Moderated Forums => Free-For-All => Religious Topics => Topic started by: WayFinder on February 25, 2006, 02:57:38 AM

Title: Sons of Arius
Post by: WayFinder on February 25, 2006, 02:57:38 AM
Wikipedia's entry on Lucian of Antioch reads in part:

The most enduring memorial of the life of Lucian ... was his influence on Biblical study. Receiving the literal sense alone, he laid stress on the need of textual accuracy and undertook to revise the Septuagint based on the original Hebrew. His edition was widely used in the 4th century (Jerome, De Vir. III. I, xxvii Praef. ad Paralip.; Adv. Rufium xxvi, Epist., 106). He also published a rescension of the New Testament.

Likewise, Benjamin George Wilkinson writes in Truth Triumphant:

The Protestant denominations are built upon that manuscript of the Greek New Testament sometimes called Textus Receptus, or the Received Text. It is that Greek New Testament from which the writings of the apostles in Greek have been translated into English, German, Dutch and other languages. During the dark ages the Received Text was practically unknown outside the Greek Church. It was restored to Christendom by the labours of that great scholar Erasmus. It is altogether too little known that the real editor of the Received Text was Lucian. None of Lucian's enemies fails to credit him with this work. Neither Lucian nor Erasmus, but rather the apostles, wrote the Greek New Testament. However, Lucian's day was an age of apostasy when a flood of depravations was systematically attempting to devastate both the Bible manuscripts and Bible theology. Origen, of the Alexandrian college, made his editions and commentaries of the Bible a secure retreat for all errors, and deformed them with philosophical speculations introducing casuistry and lying. Lucian's unrivalled success in verifying, safeguarding, and transmitting those divine writings left a heritage for which all generations should be thankful.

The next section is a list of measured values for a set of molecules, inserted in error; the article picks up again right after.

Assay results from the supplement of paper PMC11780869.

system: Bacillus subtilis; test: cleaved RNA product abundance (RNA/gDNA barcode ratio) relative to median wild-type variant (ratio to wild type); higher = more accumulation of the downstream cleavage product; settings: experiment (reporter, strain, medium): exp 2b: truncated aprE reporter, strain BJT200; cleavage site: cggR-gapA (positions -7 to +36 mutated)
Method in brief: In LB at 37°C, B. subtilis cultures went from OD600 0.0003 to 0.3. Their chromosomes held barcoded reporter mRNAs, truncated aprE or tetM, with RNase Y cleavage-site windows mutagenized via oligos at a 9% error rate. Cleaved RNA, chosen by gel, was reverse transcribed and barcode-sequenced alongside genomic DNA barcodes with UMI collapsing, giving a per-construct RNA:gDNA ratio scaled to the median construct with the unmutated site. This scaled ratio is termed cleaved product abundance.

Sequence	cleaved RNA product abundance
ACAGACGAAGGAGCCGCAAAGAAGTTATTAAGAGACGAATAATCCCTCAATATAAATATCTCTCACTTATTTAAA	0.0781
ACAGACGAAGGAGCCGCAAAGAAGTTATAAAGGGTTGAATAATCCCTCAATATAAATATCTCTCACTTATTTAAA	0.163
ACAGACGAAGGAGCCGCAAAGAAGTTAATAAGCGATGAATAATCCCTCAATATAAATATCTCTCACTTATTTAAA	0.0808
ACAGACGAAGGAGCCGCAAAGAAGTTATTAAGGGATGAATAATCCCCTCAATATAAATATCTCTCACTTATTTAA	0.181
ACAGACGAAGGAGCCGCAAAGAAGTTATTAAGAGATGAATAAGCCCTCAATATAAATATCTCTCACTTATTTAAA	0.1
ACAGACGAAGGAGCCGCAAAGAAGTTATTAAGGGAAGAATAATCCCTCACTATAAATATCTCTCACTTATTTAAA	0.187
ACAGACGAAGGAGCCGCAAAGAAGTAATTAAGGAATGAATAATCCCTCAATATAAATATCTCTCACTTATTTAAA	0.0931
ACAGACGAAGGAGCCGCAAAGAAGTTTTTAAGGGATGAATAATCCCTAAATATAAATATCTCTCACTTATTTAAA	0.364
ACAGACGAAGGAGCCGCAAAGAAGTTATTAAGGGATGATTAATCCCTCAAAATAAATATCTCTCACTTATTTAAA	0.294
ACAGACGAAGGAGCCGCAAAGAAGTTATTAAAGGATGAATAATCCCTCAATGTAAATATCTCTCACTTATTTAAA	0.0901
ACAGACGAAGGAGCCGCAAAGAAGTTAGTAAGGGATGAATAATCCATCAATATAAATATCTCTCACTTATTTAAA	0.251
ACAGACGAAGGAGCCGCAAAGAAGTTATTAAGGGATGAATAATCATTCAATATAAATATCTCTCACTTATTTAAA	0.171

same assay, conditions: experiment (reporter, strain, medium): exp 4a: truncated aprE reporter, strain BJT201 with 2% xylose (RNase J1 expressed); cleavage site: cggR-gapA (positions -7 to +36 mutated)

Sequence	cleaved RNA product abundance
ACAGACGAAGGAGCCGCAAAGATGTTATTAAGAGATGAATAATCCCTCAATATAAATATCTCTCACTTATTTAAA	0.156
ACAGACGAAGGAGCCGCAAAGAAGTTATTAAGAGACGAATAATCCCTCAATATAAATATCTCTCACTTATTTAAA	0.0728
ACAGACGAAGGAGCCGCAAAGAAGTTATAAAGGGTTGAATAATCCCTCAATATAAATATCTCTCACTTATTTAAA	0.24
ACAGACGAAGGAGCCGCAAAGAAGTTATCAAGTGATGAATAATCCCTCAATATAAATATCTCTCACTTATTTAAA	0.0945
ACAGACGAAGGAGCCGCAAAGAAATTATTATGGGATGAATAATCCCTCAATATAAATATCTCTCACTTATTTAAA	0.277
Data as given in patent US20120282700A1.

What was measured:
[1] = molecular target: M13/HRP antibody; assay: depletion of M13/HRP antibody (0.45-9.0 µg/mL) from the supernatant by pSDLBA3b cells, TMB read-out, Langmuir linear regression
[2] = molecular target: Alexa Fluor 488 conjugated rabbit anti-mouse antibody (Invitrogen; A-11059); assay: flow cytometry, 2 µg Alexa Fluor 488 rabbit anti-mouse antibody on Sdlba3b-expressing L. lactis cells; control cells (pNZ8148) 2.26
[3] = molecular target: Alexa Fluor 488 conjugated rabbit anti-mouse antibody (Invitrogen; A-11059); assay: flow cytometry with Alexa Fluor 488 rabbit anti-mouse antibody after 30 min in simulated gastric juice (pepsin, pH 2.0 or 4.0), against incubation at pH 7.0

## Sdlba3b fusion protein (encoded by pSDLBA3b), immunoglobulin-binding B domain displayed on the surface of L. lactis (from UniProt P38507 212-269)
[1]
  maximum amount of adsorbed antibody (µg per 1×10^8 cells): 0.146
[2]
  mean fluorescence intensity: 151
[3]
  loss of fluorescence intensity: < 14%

Quoted in [1]

And the feedback from Amazon customers who have bought copies of George Ricker Berry's Interlinear KJV Parallel New Testament in Greek and English is naught but glowing praise.  Further, the BibleStudy.org website [2] credibly claims that even the Authorized Version ("King James Version", so-called) contains errors that can be corrected by returning to the Textus Receptus.  In the same vein, it has been argued that the Authorized Version was compiled under Catholic influences [3].  This author personally found one (1) such error quite readily, in the translation of Saint Matthew 5:47, where the Greek reads ethnikos ("gentiles", from the Hebrew goy) but the AV translates it as "publican" (echoing the previous verse) [4].


Lucian of Antioch (who was martyred) did a great service to mankind.  To wit, Lucian = Good Guy

Yeah or Nay?

[1] http://atschool.eduweb.co.uk//sbs777/vital/kjv/part1-3.html
[2] http://www.biblestudy.org/basicart/kjverror.html
[3] See for example, http://www.catholicapologetics.net/0002kjv.htm#The%20Catholic%20influence%20on%20the%20King%20James%20Version:
[4] http://www.scripture4all.org/OnlineInterlinear/Greek_Index.htm This is the Westcott - Hort translation, which is a compromise with the Roman MSS (Vaticanus, Sinaiaticus)
Title: Re: Sons of Arius
Post by: ozgeorge on February 25, 2006, 09:23:41 AM
The response choices you provide are non sequitur to your poll question, and it doesn't make any sense. You ask if St. Lucian was "good or bad" and the only possible responses you allow for are "yes" or "no".